Lastly the dependence of men plays an extremely large role in this book. Williams uses Blanche’s and Stella’s dependence on men to expose and critique the treatment of women during the transition from the old to the new South. Both Blanche and Stella see male companions as their only means to achieve happiness, and they depend on men for both their sustenance and their self-image. Blanche recognizes that Stella could be happier without her physically abusive husband, Stanley. Yet, the alternative Blanche
The interaction of men and women in a city poses opportunities and limitations. The ideas about gender and how female and male characters are depicted in a story, together with gender behaviour, that have shifted over the years in different cities, positions and literary work. The Dubliners (1914) by James Joyce (1882-1941) demonstrate individuals trying to contest or escape paralysis in Dublin. A contrast from Langston Hughes (1902-1967) with 'Pushcart Man ', and Jack Kerouac with the 'The Town and the city ' in the city of New York. Their work is central to demonstrate the sense of the mix of cultures, perceptions of segregation, and the restriction and possibility of the city. This essay will discuss the 'ways in which relations between the sexes are depicted in the set texts, and consider the literary techniques the writer used to create a particular portrayal.
In the play “A streetcar Named Desire” it centers on a women named Blanche Dubois. She travels from the railroad in New Orleans to a street formally known as Elysian Fields, where she meets her pregnant sister Stella and her husband Stanly Kowalski. Having lost her homestead, husband and fortification, Blanche turns to her only close relative for support. Reaching middle age, Blanche emotionally is unhinged and is in financial crises with the loss of her southern bell life. After explaining the bad news of the loss of Belle Reve, the family mansion. Stanly quickly accuses Blanche of cheating Stella’s share of the family’s land/profits; intern starts a conflict with her. To Blanche it was clear that her sister was happy with Stanly, but notices how abusive and ape like he can be. Although Stella and Stanly fight, their physical relationship is strong. Therefore Blanche takes it up on herself to break the two up in fear of her sister’s wellbeing, the attempts only enrage Stanly further. He latter deeply investigates Blanche’s past and discovered that she has been living off the road and has had an affair with a 17-year-old student that attended the same school she worked. Using this newfound knowledge Stanly quickly alters the playing field and slowly reviles Blanches flaws and un-southern bell actions, which leads blanche into a dismay between her imaginary life and reality. Flustered and unstable, Blanche is abused physically and mentally by Stanly, he confronts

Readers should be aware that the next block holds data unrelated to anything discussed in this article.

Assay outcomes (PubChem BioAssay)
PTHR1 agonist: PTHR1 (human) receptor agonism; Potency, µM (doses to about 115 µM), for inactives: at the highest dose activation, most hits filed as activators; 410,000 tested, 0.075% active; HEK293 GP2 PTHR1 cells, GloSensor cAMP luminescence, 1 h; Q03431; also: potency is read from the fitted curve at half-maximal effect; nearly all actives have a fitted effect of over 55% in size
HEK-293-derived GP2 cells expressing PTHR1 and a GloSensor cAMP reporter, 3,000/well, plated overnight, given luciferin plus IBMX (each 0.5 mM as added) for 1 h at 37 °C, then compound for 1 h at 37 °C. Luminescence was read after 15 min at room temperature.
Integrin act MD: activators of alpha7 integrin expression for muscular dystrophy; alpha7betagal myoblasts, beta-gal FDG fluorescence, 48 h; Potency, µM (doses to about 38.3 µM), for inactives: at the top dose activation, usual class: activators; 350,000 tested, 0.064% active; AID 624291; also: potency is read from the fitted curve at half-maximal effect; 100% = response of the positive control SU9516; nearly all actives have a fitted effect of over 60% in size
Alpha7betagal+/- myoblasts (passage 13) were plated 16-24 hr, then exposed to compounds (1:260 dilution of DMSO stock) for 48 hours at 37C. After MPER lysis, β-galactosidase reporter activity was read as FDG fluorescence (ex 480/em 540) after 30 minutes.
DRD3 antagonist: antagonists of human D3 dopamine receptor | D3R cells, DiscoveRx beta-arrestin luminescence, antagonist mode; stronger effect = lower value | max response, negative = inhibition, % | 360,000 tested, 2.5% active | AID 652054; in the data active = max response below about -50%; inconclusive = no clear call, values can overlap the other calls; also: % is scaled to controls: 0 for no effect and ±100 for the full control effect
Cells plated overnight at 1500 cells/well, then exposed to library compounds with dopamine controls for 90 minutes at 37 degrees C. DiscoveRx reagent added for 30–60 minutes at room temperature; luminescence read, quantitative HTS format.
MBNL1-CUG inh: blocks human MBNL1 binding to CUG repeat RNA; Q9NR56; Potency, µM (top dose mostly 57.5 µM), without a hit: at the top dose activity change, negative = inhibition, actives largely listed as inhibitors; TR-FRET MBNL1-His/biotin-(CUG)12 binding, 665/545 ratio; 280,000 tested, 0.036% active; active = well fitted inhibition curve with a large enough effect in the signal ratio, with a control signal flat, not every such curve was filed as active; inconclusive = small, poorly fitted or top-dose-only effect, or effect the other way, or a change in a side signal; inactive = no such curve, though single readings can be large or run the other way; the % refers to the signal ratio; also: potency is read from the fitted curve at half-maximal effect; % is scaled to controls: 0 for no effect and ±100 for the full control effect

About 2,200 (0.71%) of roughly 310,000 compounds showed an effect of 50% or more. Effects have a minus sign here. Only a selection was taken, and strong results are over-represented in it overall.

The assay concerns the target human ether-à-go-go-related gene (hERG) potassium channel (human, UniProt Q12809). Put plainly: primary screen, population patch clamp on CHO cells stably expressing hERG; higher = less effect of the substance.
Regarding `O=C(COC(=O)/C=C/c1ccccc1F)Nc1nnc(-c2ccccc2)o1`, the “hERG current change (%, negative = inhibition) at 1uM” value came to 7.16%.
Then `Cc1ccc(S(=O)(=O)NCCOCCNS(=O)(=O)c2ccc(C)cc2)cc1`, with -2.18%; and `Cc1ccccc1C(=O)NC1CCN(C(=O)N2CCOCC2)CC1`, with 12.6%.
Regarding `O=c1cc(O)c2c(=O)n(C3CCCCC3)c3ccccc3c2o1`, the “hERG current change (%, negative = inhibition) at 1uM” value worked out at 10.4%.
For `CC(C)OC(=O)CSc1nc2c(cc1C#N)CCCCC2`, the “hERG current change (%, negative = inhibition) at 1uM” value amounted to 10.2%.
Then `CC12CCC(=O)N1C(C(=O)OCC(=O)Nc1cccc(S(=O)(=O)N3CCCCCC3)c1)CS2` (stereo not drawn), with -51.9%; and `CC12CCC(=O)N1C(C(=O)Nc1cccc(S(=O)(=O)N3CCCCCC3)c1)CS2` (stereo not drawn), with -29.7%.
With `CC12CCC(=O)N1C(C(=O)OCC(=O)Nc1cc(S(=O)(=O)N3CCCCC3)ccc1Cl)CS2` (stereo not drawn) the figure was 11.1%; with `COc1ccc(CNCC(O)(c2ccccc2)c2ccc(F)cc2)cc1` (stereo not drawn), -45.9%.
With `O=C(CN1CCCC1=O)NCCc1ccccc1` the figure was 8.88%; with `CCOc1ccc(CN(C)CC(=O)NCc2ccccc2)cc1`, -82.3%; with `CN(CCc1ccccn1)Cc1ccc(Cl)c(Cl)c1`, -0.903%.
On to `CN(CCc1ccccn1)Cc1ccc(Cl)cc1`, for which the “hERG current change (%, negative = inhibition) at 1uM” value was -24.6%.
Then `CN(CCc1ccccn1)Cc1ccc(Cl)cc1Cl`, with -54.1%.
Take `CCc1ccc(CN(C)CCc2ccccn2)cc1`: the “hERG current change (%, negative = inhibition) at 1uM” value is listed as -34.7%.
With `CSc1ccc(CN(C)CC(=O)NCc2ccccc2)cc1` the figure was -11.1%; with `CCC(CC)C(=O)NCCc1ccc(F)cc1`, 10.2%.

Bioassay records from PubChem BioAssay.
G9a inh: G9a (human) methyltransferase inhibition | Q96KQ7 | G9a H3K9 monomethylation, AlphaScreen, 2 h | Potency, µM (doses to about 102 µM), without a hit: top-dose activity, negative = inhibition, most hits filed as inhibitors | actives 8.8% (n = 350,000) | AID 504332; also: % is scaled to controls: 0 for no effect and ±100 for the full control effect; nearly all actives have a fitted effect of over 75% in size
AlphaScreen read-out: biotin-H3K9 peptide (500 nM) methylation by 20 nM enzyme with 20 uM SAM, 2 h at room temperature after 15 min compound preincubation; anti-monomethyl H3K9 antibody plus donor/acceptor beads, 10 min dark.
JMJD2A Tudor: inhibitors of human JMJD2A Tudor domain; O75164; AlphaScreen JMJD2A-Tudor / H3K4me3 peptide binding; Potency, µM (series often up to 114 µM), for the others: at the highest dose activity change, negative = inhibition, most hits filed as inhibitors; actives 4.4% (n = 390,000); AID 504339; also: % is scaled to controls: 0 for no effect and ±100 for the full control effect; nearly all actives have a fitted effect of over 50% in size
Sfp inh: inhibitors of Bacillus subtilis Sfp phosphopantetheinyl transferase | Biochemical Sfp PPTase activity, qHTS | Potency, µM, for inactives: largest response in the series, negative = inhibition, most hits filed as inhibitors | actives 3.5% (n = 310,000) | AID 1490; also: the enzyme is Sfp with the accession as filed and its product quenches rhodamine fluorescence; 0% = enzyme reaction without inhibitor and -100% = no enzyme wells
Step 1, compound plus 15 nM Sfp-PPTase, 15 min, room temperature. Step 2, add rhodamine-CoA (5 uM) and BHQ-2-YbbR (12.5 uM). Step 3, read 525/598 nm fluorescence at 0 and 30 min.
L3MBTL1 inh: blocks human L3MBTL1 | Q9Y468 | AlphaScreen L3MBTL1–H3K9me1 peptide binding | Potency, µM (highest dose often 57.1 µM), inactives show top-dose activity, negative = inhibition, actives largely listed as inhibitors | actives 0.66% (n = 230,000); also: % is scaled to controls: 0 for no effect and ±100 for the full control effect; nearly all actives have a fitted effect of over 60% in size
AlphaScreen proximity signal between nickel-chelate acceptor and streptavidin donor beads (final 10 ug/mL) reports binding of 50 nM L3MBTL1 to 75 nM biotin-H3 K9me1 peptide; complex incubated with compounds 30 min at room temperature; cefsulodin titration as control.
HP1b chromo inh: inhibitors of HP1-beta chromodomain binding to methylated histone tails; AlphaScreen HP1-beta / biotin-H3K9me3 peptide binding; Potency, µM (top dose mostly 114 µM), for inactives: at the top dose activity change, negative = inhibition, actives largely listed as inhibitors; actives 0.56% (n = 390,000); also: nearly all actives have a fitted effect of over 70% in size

Both Ernest Hemingway’s Hills Like White Elephants and John Steinbeck’s The Chrysanthemums portray oppressed female characters in the early 1900s. In Hemingway’s short, Jig is oppressed by her lover known only as “The American,” whereas, the main character in The Chrysanthemums, Elisa Allen, feels the weight of oppression from society (male dominated) as a whole. Although the driving force of the two women’s subjugation varies slightly, their emotional responses to such are what differentiate the two.
The novel The House on Mango Street is filled to the brim with women who are unhappy and unsatisfied with their lives. Readers meet wives who are destined to spend their lives in the kitchen, mothers who waste away cleaning up after their kids, and girls who are stuck in a hole that they can’t escape. Through Sandra Cisneros’s use of literary devices such as motifs, symbolism, and imagery, we are able to learn that the women end up in these situations by conforming to femininity, and we find the theme of women are often held back by their own gender roles.
Lori Freshwater interprets both plays, Death of a Salesman and A Streetcar Named Desire, as being primarily optimistic plays that make meaning out of the meaningless, but Freshwater’s reading does not account for the darker, lonelier, hopelessness that is seen throughout both plays. She writes, “Hearts that Refuse to Burn: American Existentialism in the plays of Arthur Miller and Tennessee Williams,” to further her point that the authors, Miller and Williams, had optimistic views when writing their plays, but just how optimistic are they? Both of their characters live in a dark, unforgiving world that is filled with obstacles. When they think they find light there is a shadow cast right behind it. Their lives are formed by the overcoming
All characters in the novel are living in a man’s world; nevertheless, the author has tried to change this world by the help of her characters. She shows a myriad of opportunities and different paths of life that woman can take, and more importantly she does not show a perfect world, where women get everything they want, she shows a world where woman do make mistakes, but at the same time they are the ones that pay for these mistakes and correct them.